After being appointed head of the Innovation 2030 initiative last spring, Anne Lauvergeon kicked-off the initiative’s biggest effort, the government’s global innovation competition, with its opening yesterday. President Hollande publicly threw his full weight behind the initiative with an appearance at the official launch of the competition last Friday at the 104.
In his remarks, Hollande recognized that France was strong in research, but also admitted that it had not fared well over the last ten years in several global innovation rankings (ie a recent ranking put France 11th out of the EU 28). He’s hoping that launching a global competition to seek out and reward the best innovation around will help France gain some of its lost ground. As a reminder, the Innovation 2030 initiative will focus on 7 key areas where France believes they may be well positioned to create the next big industrial star – energy storage, metal recycling / reuse, exploitation of marine resources, individualized medicine, food, the ‘silver economy’, and big data. All selected projects will focus on one (or possible more) of these seven areas.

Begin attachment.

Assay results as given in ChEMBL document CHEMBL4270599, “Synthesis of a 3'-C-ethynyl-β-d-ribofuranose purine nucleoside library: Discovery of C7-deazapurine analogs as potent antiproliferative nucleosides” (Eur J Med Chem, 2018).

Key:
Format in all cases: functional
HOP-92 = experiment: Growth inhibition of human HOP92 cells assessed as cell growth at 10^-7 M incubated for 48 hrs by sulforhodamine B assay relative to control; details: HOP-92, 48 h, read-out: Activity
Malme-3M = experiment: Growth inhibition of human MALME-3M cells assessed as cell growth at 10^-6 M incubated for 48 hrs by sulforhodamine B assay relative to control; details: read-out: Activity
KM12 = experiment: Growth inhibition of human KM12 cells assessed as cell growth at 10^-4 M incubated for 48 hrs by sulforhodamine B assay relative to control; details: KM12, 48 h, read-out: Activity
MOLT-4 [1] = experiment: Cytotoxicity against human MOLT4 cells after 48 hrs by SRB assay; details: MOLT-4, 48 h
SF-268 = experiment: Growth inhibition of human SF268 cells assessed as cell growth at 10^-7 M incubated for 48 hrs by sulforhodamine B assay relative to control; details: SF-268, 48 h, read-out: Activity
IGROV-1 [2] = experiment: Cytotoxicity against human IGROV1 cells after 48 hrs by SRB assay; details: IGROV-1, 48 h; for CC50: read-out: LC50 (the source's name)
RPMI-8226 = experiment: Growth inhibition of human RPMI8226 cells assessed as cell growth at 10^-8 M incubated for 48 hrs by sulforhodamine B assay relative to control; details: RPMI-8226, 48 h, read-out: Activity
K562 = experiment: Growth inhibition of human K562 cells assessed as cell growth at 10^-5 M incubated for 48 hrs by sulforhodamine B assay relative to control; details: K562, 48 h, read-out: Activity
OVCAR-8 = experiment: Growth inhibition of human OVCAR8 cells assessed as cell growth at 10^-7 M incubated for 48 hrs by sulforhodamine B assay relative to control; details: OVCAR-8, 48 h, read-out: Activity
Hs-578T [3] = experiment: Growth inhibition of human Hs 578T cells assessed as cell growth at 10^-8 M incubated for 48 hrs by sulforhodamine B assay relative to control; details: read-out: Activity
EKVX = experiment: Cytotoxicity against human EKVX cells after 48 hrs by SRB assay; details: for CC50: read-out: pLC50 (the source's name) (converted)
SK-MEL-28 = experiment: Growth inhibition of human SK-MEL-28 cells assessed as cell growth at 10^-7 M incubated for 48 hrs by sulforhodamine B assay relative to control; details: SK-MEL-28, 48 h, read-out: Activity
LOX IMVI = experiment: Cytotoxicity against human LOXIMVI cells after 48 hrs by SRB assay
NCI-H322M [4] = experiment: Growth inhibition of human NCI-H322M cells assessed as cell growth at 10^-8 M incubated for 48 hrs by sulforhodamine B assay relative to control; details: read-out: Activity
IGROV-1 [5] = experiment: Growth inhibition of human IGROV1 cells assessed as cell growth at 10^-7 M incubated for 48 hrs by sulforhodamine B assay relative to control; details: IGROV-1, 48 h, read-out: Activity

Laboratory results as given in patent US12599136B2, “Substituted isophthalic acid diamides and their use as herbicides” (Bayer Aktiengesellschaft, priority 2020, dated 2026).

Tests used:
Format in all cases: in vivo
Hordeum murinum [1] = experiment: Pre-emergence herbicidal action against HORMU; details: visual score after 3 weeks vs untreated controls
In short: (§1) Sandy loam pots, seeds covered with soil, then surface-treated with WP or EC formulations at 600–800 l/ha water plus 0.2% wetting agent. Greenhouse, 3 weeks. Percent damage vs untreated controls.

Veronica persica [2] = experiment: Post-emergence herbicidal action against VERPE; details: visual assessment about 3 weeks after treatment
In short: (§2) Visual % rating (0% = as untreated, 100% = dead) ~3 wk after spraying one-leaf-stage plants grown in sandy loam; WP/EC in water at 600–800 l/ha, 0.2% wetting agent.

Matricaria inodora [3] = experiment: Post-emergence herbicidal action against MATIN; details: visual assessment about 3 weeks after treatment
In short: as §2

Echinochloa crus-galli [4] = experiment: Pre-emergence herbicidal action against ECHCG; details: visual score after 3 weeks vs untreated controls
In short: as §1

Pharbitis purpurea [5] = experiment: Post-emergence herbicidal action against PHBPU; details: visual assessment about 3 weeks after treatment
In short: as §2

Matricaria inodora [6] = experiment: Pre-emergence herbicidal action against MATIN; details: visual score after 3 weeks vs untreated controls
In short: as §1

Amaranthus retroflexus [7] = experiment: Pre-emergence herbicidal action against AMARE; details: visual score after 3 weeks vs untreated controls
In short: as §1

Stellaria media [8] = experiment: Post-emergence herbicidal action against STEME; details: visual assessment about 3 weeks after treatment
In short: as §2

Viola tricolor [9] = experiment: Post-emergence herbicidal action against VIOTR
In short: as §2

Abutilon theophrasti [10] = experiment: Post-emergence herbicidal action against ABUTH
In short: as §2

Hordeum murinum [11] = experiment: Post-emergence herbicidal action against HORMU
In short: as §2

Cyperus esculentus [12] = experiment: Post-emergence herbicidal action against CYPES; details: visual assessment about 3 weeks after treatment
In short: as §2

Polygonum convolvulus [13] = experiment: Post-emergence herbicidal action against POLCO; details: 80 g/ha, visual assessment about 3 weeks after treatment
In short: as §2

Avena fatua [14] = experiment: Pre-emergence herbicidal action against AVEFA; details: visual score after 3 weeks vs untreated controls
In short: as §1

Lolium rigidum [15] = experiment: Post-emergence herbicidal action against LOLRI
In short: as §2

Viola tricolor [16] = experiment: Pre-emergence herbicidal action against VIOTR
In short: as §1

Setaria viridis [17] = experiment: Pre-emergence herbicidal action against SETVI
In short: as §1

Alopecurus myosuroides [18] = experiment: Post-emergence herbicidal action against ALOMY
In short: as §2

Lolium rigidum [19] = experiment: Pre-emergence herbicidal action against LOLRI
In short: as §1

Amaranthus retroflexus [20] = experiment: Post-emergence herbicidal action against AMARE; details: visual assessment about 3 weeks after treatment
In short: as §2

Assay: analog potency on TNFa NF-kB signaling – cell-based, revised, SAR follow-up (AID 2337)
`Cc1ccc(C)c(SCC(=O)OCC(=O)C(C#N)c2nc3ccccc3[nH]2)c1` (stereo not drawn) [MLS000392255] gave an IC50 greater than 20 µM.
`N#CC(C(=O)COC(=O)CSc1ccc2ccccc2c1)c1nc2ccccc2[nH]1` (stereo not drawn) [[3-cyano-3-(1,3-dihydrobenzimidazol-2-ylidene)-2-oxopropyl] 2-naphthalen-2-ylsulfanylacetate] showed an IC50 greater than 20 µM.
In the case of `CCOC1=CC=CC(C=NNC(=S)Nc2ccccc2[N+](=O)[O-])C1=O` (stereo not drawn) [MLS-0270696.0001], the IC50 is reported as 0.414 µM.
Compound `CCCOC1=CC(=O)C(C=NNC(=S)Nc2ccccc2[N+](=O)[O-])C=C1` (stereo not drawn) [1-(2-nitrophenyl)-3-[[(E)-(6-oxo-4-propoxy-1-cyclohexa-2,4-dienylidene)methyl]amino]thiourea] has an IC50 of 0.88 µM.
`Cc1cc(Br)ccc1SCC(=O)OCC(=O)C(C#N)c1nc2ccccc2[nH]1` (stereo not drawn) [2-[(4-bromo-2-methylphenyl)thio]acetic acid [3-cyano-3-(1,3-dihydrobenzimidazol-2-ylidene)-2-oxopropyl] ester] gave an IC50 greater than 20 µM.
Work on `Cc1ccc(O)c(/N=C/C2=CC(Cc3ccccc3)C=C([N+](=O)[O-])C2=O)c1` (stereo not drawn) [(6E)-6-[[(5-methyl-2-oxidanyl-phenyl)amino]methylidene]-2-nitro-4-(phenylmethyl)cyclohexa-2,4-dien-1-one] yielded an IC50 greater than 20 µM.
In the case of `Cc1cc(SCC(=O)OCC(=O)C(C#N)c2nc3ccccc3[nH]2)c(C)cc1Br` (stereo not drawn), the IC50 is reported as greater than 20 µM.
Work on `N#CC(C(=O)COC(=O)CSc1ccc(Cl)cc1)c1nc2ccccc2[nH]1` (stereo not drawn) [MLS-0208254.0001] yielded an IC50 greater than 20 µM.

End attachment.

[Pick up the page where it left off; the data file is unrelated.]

The first stage of the competition which opened Monday, is a broad call for projects / business ideas which will run through end of February 2014. Any startup or PME from any location around the world can apply. From the first round, 100 will be selected and will receive up to €200k to support the initial stages of their development. Of the 100, 30 will be selected in September 2014 to receive additional funds of up to €2 million each. Finally, in 2016 one or two will be chosen to receive a package of funds (up to €20 million each) to finance their expansion and industrial development. All-in-all the government is spending around €250 – 300 million to support the selected projects.
While the idea of the government, or more specifically a government appointed commission, attempting to select the next big thing may make many uneasy, at least the project is being opened to innovations around the globe. Hopefully this will help to bring France up a notch in terms of its international exposure in innovation and technology. In addition, their attempt to support companies from early/seed stage to actual scale-up and commercialisation indicates that the government is in it for the long-haul, which could be a good thing (or not depending on your perspective). One thing that’s becoming increasingly clear is that the government have recognized that they’re not the best placed to create the next industrial star, which certainly was not always their mindset in the past. Instead, they’re betting on entrepreneurs in France and beyond to take up the charge.
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